SCOTT SHALAWAY Information on the West Nile virus

It looks like the West Nile virus, which is transmitted to humans by mosquitoes via birds, is here to stay. It's become a continuing story in both the print and broadcast media. So here's the best current information I have, most of which comes from the Center for Disease Control (CDC).
West Nile virus commonly occurs in humans, other mammals, and birds in Africa, eastern Europe, west Asia, and the Middle East. It was first identified in a woman in the West Nile District of Uganda in 1937. The source of the U.S. form is unknown, but it's genetically related to strains from the Middle East. Possible sources include tourists, businessmen, and military personnel who picked up the infection while abroad.
The disease caused by this virus, West Nile encephalitis, is an inflammation of the brain and is closely related to St. Louis encephalitis, which also occurs in the U.S.
First diagnosis
West Nile virus was first detected here in 1999 in the New York City area, when 62 severe cases were diagnosed and seven people died. In 2000, 21 cases and two deaths were reported; last year there were 66 human cases and nine deaths. As of August 7 this year, five people have died and 94 other cases have been confirmed in Louisiana , Mississippi, and Illinois. Other cases are suspected in Texas and Arkansas. Dr. Julie Gerberding, director of the CDC, reports that, "So far we have no documented activity of West Nile virus west of a line that extends roughly from about Winnipeg to Houston."
To date, the virus has been detected in bird and humans in 34 states and Washington, D.C. There are no reliable estimates of the number of cases worldwide.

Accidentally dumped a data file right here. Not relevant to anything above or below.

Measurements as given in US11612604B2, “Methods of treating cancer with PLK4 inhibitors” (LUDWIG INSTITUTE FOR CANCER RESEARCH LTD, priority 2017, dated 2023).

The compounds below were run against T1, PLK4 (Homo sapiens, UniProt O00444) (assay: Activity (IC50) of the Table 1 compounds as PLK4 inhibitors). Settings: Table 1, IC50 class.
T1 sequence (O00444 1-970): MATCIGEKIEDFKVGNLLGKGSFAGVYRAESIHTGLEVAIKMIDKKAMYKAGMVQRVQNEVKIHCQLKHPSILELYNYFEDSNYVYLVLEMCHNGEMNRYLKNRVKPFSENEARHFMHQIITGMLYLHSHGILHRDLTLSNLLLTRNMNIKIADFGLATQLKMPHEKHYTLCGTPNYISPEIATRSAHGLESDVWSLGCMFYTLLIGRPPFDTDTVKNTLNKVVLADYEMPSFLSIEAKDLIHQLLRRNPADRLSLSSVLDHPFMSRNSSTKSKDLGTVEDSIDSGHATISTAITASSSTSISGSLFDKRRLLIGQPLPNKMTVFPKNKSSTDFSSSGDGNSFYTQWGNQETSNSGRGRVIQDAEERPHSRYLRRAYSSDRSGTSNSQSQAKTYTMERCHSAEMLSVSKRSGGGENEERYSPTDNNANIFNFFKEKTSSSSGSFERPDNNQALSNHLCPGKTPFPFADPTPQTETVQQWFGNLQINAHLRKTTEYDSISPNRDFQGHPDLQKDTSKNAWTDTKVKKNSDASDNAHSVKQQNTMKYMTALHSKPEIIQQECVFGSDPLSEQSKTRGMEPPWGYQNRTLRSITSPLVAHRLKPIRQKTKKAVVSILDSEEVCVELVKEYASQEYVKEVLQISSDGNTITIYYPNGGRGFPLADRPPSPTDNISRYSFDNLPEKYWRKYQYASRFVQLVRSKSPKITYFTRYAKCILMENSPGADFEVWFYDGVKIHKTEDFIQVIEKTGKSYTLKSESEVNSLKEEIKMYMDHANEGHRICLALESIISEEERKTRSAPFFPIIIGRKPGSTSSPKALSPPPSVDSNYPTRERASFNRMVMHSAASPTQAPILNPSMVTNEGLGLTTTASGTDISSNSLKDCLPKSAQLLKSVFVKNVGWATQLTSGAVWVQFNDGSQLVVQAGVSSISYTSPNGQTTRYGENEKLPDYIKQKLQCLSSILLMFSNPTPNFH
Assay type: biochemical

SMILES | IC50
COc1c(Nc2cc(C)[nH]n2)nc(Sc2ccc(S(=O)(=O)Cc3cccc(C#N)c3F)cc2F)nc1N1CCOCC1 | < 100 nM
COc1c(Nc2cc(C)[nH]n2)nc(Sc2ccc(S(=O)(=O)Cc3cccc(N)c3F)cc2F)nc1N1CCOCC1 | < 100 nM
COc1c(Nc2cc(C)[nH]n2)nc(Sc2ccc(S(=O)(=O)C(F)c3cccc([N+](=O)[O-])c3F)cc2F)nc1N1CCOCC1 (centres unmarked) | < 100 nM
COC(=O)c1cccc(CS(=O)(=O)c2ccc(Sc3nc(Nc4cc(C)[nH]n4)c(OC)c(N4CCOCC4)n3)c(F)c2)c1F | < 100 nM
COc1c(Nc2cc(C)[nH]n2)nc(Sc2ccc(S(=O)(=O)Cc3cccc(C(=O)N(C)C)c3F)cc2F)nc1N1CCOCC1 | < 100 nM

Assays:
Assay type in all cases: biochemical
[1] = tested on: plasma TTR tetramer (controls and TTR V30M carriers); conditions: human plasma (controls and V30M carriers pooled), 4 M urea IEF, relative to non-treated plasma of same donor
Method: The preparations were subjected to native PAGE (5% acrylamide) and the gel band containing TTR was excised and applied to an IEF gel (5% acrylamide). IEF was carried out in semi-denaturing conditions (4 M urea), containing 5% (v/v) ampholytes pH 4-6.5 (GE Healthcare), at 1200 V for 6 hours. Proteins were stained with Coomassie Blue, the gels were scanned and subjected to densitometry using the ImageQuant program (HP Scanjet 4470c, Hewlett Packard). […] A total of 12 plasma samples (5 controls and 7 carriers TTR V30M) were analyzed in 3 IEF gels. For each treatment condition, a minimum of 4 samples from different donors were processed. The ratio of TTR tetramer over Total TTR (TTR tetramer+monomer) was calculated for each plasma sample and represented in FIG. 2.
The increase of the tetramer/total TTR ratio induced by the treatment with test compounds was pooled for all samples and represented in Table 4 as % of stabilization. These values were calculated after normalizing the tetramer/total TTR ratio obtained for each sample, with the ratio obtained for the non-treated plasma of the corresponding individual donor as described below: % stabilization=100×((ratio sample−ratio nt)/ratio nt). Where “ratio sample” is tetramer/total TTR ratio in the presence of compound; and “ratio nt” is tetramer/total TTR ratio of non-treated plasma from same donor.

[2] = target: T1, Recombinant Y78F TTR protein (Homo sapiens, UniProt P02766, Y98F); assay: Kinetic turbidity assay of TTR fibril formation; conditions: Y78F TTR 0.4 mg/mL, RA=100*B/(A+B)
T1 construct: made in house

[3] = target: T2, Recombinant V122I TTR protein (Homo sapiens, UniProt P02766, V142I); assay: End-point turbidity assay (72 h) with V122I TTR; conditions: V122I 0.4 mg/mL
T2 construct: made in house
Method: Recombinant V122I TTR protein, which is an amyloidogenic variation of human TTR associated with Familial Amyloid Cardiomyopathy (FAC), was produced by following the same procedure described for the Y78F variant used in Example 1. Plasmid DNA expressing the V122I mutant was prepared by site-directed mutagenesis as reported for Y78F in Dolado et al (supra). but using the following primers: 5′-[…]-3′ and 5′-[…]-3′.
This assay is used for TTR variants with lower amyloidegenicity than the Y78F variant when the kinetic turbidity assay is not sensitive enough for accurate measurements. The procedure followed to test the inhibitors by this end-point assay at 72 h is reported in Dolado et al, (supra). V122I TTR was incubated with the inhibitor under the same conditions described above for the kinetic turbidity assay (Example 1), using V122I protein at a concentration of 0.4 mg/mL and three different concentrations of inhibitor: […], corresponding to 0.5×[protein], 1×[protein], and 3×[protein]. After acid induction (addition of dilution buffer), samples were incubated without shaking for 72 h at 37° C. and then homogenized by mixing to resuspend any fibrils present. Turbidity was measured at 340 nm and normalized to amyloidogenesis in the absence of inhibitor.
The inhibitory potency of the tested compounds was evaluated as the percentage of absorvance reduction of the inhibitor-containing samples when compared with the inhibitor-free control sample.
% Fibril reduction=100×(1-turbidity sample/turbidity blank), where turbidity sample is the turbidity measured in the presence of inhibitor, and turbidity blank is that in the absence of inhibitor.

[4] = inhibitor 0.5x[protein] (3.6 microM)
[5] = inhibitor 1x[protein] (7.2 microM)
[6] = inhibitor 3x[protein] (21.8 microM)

This year's West Nile outbreak began in June in Louisiana. Previously the first cases were reported in August. Perhaps the warmer southern climate gave the disease a head start when it finally reached the Gulf states. Dr. Jim Hughes, director of the CDC's National Center for Infectious Disease said, "The disease will not necessarily behave the same in all geographic areas."
West Nile virus is transmitted by a variety of mosquitoes including the common house mosquito, Culex pipiens. More than 70 species of birds, including crows and blue jays, serve as reservoir hosts and often die from the infection. Many states monitor caged chickens to detect the occurrence of the virus in specific areas.
West Nile virus is likely here to stay, so we must learn to deal with it. Symptoms include fever, headache, confusion, body aches, and sometimes rashes and swollen lymph glands.
Fortunately, and this is important, your chances of coming down with West Nile virus are slim. According to the CDC, less than one percent of those infected with the virus develop a serious illness, and fatalities occur in only three to 15 percent of those who become seriously ill. The elderly and anyone with a depressed immune system are at greatest risk.
If you've been bitten by mosquitoes and have symptoms, see your physician. The disease's incubation period (time from infection to onset of symptoms) is three to 15 days.
Best protection
The best protection against West Nile virus is to reduce contact with mosquitos. Dr. Gerberding pointed out that, "...people need to appreciate some common sense measures that individuals can take that will help protect themselves and their families."
When outdoors, wear long pants and long-sleeved shirts as much as possible. Apply insect repellent to exposed skin. (The concentration of DEET should not exceed 10 percent for children.) Eliminate standing and stagnant water around the house. This is where mosquito larvae develop. Tires, buckets, flower pots, and bird baths are mosquito heaven. But you can continue to maintain a bird bath by simply emptying, cleaning, and replenishing the water every three days to disrupt the mosquitos' life cycle during the larval stage.
Finally, if you're concerned about pet dogs and cats, evidence suggests these mammals experience very low infection rates.
For more information about West Nile virus, visit the CDC web site at or call the CDC toll-free at 1-888-246-2675.

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